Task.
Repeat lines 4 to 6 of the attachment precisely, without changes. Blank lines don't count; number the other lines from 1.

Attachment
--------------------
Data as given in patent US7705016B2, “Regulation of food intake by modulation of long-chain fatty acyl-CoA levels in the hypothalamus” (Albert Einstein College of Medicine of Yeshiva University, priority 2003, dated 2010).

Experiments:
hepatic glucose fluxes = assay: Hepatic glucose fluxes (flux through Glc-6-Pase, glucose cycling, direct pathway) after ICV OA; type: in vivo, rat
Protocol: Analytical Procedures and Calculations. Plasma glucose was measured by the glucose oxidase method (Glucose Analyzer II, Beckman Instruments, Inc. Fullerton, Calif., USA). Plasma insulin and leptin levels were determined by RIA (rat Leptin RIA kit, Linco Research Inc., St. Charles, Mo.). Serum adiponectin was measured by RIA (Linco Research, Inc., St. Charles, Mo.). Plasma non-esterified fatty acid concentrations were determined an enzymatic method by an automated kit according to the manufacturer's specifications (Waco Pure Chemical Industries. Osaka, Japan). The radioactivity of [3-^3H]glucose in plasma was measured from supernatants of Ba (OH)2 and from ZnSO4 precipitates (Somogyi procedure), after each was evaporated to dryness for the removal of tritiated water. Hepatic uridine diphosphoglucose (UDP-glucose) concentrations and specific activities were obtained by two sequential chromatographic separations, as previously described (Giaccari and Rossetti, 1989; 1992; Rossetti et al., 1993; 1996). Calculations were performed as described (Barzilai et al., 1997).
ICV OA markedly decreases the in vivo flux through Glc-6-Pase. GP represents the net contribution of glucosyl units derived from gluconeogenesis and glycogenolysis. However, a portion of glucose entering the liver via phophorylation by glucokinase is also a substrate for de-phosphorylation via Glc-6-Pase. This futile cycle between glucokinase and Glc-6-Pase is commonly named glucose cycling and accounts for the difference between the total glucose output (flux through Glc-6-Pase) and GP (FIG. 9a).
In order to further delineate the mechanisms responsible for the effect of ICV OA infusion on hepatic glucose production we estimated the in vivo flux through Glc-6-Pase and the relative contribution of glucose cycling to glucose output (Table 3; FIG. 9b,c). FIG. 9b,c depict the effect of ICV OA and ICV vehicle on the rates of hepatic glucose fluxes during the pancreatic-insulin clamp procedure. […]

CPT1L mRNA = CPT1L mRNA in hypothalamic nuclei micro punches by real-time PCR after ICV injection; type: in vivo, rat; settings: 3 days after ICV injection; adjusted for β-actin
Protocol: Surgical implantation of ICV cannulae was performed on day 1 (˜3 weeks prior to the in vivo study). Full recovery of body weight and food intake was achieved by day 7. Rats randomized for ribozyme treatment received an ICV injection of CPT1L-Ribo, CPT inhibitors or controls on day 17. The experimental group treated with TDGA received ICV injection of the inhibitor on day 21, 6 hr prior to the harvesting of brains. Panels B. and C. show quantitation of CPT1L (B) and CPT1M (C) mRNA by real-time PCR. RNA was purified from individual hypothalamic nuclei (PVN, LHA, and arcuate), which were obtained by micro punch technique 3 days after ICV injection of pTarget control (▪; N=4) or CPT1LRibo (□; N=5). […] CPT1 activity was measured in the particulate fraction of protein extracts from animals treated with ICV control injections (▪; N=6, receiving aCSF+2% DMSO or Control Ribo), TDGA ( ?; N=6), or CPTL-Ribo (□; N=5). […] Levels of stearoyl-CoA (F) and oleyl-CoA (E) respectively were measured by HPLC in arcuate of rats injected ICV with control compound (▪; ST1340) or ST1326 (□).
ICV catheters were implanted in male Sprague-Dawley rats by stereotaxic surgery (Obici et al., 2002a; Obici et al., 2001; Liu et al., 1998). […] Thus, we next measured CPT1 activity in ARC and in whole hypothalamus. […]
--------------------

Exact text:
Protocol: Analytical Procedures and Calculations. Plasma glucose was measured by the glucose oxidase method (Glucose Analyzer II, Beckman Instruments, Inc. Fullerton, Calif., USA). Plasma insulin and leptin levels were determined by RIA (rat Leptin RIA kit, Linco Research Inc., St. Charles, Mo.). Serum adiponectin was measured by RIA (Linco Research, Inc., St. Charles, Mo.). Plasma non-esterified fatty acid concentrations were determined an enzymatic method by an automated kit according to the manufacturer's specifications (Waco Pure Chemical Industries. Osaka, Japan). The radioactivity of [3-^3H]glucose in plasma was measured from supernatants of Ba (OH)2 and from ZnSO4 precipitates (Somogyi procedure), after each was evaporated to dryness for the removal of tritiated water. Hepatic uridine diphosphoglucose (UDP-glucose) concentrations and specific activities were obtained by two sequential chromatographic separations, as previously described (Giaccari and Rossetti, 1989; 1992; Rossetti et al., 1993; 1996). Calculations were performed as described (Barzilai et al., 1997).
ICV OA markedly decreases the in vivo flux through Glc-6-Pase. GP represents the net contribution of glucosyl units derived from gluconeogenesis and glycogenolysis. However, a portion of glucose entering the liver via phophorylation by glucokinase is also a substrate for de-phosphorylation via Glc-6-Pase. This futile cycle between glucokinase and Glc-6-Pase is commonly named glucose cycling and accounts for the difference between the total glucose output (flux through Glc-6-Pase) and GP (FIG. 9a).
In order to further delineate the mechanisms responsible for the effect of ICV OA infusion on hepatic glucose production we estimated the in vivo flux through Glc-6-Pase and the relative contribution of glucose cycling to glucose output (Table 3; FIG. 9b,c). FIG. 9b,c depict the effect of ICV OA and ICV vehicle on the rates of hepatic glucose fluxes during the pancreatic-insulin clamp procedure. […]